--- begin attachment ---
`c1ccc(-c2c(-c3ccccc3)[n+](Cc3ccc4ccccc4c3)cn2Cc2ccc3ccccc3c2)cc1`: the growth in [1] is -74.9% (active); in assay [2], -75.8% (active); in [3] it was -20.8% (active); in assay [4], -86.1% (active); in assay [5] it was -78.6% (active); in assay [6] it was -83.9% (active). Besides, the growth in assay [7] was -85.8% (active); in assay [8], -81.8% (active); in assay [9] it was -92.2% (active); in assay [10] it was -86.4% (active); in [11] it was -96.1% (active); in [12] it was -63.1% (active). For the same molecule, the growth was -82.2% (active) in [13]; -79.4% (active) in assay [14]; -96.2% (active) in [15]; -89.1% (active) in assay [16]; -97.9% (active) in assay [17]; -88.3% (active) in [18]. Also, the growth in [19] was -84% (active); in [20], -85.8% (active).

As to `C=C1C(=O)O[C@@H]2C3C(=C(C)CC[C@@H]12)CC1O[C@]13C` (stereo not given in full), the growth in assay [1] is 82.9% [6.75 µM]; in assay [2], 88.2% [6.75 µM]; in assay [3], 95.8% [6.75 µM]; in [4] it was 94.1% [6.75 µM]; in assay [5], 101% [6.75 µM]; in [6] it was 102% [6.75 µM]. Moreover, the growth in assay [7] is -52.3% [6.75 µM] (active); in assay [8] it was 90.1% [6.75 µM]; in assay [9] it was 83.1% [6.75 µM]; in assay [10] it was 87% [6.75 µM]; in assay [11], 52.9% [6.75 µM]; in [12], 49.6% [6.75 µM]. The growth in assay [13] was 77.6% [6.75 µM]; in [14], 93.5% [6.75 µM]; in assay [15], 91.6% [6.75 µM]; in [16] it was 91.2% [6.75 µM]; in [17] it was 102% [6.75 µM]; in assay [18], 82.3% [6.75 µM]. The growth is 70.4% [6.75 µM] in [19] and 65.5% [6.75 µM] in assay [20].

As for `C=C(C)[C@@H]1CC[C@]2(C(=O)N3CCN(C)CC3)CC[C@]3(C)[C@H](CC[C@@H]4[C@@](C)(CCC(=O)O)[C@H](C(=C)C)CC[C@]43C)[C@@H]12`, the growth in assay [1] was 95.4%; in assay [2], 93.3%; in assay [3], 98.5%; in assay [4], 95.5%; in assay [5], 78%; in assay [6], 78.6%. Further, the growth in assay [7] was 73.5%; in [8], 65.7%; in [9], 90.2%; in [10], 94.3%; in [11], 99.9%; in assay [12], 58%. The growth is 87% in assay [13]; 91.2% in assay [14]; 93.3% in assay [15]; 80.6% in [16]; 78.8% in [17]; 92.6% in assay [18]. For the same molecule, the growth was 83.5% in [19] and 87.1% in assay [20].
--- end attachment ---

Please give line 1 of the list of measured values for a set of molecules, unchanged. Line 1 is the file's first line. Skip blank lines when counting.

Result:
`c1ccc(-c2c(-c3ccccc3)[n+](Cc3ccc4ccccc4c3)cn2Cc2ccc3ccccc3c2)cc1`: the growth in [1] is -74.9% (active); in assay [2], -75.8% (active); in [3] it was -20.8% (active); in assay [4], -86.1% (active); in assay [5] it was -78.6% (active); in assay [6] it was -83.9% (active). Besides, the growth in assay [7] was -85.8% (active); in assay [8], -81.8% (active); in assay [9] it was -92.2% (active); in assay [10] it was -86.4% (active); in [11] it was -96.1% (active); in [12] it was -63.1% (active). For the same molecule, the growth was -82.2% (active) in [13]; -79.4% (active) in assay [14]; -96.2% (active) in [15]; -89.1% (active) in assay [16]; -97.9% (active) in assay [17]; -88.3% (active) in [18]. Also, the growth in [19] was -84% (active); in [20], -85.8% (active).